Jerusalem (AsiaNews) - Prime Minister Benjamin Netanyahu gave orders to speed up plans to build 1,060 new homes in East Jerusalem, widening the settlements of Ramat Shlomo and Har Homa.
The prime minister's decision came after leaders from the right wing Habayit Hayehudi party threatened to quit the ruling coalition government.
It is likely to make matters worse in the city, which has recently been the scene of clashes between the army and Palestinian protesters.
The latest clash took place last night during the funeral of Abdel Rahman Shaludi, a 21-year-old Palestinian man shot dead by police on 22 October for driving his car into a group of people waiting for a streetcar.
In the clash - which Israel considers a terrorist act - a three-year-old girl was killed immediately. An Ecuadorian woman involved in the incident died yesterday as a result of her injuries.
Despite its promise, by yesterday police had not returned Shaludi's body to his family, which held a symbolic Islamic funeral without the body.
Although police requested that the funeral be strictly private, hundreds of Palestinians gathered at Shaludi's house in the neighbourhood of Silwan, in East Jerusalem.
A group then tried to go to the nearby Temple Mount. This led to a series of clashes with police as protesters threw stones and Molotov cocktails and police responded with gunfire and tear gas.
Four Palestinians were arrested. According to the Red Cross, at least 21 people were injured by bullets or tear gas.
To crack down on the violence, Prime Minister Netanyahu boosted security in the city by adding at least a thousand agents. He also accused Islamic extremists for the problem, as well as Palestinian Authority President Mahmoud Abbas for failing to stop them.
Palestinian leaders argue that the violence is caused by the failure of the peace efforts, the growth of illegal settlements and attempts to secure a place of prayer for Jews on the Temple Mount, a project cherished by many Jewish extremists.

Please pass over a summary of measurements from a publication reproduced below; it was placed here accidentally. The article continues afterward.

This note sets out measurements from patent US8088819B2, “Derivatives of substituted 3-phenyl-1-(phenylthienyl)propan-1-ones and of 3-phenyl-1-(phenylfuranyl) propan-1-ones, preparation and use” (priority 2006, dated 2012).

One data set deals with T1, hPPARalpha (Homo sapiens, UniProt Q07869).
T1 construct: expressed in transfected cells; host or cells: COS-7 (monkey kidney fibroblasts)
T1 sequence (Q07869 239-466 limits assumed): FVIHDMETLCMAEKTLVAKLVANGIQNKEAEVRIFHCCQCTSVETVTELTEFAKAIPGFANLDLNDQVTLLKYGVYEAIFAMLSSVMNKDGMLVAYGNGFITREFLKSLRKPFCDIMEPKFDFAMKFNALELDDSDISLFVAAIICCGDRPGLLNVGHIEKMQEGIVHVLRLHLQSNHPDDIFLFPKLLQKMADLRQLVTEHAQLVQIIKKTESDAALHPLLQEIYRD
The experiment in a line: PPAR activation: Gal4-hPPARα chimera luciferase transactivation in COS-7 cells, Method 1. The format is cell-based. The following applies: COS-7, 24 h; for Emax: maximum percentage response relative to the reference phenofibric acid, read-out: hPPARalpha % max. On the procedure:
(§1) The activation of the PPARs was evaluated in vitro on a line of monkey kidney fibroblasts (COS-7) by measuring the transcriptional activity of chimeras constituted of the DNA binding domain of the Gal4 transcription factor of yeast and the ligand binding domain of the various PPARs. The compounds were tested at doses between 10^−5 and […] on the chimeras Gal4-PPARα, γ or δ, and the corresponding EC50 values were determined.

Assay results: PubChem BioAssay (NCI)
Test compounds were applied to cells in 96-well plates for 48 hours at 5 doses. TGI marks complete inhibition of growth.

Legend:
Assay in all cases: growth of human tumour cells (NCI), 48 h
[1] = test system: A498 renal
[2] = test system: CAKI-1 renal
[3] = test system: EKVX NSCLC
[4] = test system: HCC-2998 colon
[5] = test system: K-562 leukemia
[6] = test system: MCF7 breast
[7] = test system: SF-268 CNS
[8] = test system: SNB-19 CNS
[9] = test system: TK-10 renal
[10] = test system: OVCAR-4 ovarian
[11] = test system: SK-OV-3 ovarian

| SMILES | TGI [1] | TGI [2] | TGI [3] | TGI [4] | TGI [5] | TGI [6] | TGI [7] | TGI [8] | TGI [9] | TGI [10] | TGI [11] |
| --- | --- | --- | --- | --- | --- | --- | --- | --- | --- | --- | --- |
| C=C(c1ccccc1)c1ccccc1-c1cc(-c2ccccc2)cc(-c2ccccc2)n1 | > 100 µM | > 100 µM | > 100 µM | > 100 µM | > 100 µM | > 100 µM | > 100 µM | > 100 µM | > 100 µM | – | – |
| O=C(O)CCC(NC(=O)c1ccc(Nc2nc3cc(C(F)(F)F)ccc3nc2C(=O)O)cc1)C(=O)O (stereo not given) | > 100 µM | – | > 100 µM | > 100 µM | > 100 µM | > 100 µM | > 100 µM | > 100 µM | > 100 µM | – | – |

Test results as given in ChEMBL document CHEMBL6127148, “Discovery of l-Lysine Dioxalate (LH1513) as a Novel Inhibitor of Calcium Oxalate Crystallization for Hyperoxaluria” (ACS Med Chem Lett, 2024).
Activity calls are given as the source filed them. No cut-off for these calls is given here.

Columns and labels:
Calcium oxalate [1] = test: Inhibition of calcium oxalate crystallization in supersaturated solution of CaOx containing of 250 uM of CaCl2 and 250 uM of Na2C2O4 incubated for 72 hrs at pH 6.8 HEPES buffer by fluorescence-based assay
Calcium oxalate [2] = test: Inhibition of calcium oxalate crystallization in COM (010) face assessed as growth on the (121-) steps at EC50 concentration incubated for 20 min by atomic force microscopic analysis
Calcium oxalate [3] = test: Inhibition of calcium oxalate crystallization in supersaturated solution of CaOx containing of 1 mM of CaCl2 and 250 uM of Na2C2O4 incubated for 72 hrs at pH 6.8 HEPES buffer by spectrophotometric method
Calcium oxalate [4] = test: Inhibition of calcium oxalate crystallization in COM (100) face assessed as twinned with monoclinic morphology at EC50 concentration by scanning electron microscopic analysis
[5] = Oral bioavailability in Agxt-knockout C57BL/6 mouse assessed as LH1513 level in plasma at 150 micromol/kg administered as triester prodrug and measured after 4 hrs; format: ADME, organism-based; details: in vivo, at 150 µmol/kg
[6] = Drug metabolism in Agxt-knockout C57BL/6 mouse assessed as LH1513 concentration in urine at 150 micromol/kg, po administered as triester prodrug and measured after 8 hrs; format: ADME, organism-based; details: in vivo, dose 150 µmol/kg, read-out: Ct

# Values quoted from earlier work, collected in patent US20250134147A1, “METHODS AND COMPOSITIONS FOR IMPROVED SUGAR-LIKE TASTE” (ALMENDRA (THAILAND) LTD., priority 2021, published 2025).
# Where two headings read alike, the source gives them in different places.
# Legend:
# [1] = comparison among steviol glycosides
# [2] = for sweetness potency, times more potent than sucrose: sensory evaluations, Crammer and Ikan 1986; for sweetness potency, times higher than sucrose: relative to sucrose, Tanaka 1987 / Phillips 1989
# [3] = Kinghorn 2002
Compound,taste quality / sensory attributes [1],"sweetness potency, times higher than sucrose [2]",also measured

Faced with a situation that is becoming gangrenous, Israelis are becoming suspicious of all Palestinians with an obvious element of racism.
Starting next month, all West Bank Palestinians who work in Israel will no longer be allowed to use the same buses as Israelis and will have to use the border crossing at Eyal near Qalqiliya, forcing them to take longer and tiring routes.
Perhaps, in an attempt to appease tensions, Israeli President Reuven Rivlin acknowledged some past and present injustices by Israel towards Israeli Arabs.
Yesterday, for the first time in the history of the state, Rivlin took part in the commemoration of the massacre of Kafr Oasim, which took place October 29, 1956. On that day, the Israeli police killed 47 Israeli Arab civilians to enforce a curfew near Tel Aviv.
"I am not naive," Mr Rivlin said. "We belong to two nations, whose dreams and aspirations, to a great extent contradict each other."
"Many Israeli Arabs, who are part of the Palestinian people, feel the hurt and suffering of their brothers on the other side of the Green Line. Many of them encounter racism and arrogance from Jews," said the Israeli president.
Nevertheless, "The Arab population in Israel, and the Arab leaders, must take a clear stand against violence and terrorism," Rivlin stressed.
This is not the first time that Rivlin expressed such thoughts. On 19 October, at a conference entitled 'From Hatred of the Stranger to Acceptance of the Other', he said that it was time to acknowledge that Israel is a sick society that needs treatment.
With regard to Jews he said, "I'm not asking if they've forgotten how to be Jews, but if they've forgotten how to be decent human beings.